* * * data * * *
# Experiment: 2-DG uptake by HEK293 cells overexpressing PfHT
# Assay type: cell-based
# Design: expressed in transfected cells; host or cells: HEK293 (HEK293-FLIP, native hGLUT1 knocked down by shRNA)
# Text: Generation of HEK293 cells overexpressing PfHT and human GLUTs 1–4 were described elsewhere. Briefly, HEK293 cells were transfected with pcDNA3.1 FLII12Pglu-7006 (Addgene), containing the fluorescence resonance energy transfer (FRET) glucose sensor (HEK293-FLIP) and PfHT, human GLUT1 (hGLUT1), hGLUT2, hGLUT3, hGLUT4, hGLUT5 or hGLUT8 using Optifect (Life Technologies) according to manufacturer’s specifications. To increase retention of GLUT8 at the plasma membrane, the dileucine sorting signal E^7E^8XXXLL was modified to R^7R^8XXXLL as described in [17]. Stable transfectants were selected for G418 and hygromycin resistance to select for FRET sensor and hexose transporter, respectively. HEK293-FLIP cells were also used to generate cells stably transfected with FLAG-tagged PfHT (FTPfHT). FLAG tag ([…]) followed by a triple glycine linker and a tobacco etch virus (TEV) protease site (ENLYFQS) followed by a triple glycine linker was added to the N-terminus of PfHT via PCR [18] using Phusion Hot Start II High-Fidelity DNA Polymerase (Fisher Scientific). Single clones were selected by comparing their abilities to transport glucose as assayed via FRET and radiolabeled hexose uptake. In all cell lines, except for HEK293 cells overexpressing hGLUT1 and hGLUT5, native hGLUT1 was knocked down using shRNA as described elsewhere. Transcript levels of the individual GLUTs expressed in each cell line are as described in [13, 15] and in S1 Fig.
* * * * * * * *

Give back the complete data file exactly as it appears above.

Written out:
# Experiment: 2-DG uptake by HEK293 cells overexpressing PfHT
# Assay type: cell-based
# Design: expressed in transfected cells; host or cells: HEK293 (HEK293-FLIP, native hGLUT1 knocked down by shRNA)
# Text: Generation of HEK293 cells overexpressing PfHT and human GLUTs 1–4 were described elsewhere. Briefly, HEK293 cells were transfected with pcDNA3.1 FLII12Pglu-7006 (Addgene), containing the fluorescence resonance energy transfer (FRET) glucose sensor (HEK293-FLIP) and PfHT, human GLUT1 (hGLUT1), hGLUT2, hGLUT3, hGLUT4, hGLUT5 or hGLUT8 using Optifect (Life Technologies) according to manufacturer’s specifications. To increase retention of GLUT8 at the plasma membrane, the dileucine sorting signal E^7E^8XXXLL was modified to R^7R^8XXXLL as described in [17]. Stable transfectants were selected for G418 and hygromycin resistance to select for FRET sensor and hexose transporter, respectively. HEK293-FLIP cells were also used to generate cells stably transfected with FLAG-tagged PfHT (FTPfHT). FLAG tag ([…]) followed by a triple glycine linker and a tobacco etch virus (TEV) protease site (ENLYFQS) followed by a triple glycine linker was added to the N-terminus of PfHT via PCR [18] using Phusion Hot Start II High-Fidelity DNA Polymerase (Fisher Scientific). Single clones were selected by comparing their abilities to transport glucose as assayed via FRET and radiolabeled hexose uptake. In all cell lines, except for HEK293 cells overexpressing hGLUT1 and hGLUT5, native hGLUT1 was knocked down using shRNA as described elsewhere. Transcript levels of the individual GLUTs expressed in each cell line are as described in [13, 15] and in S1 Fig.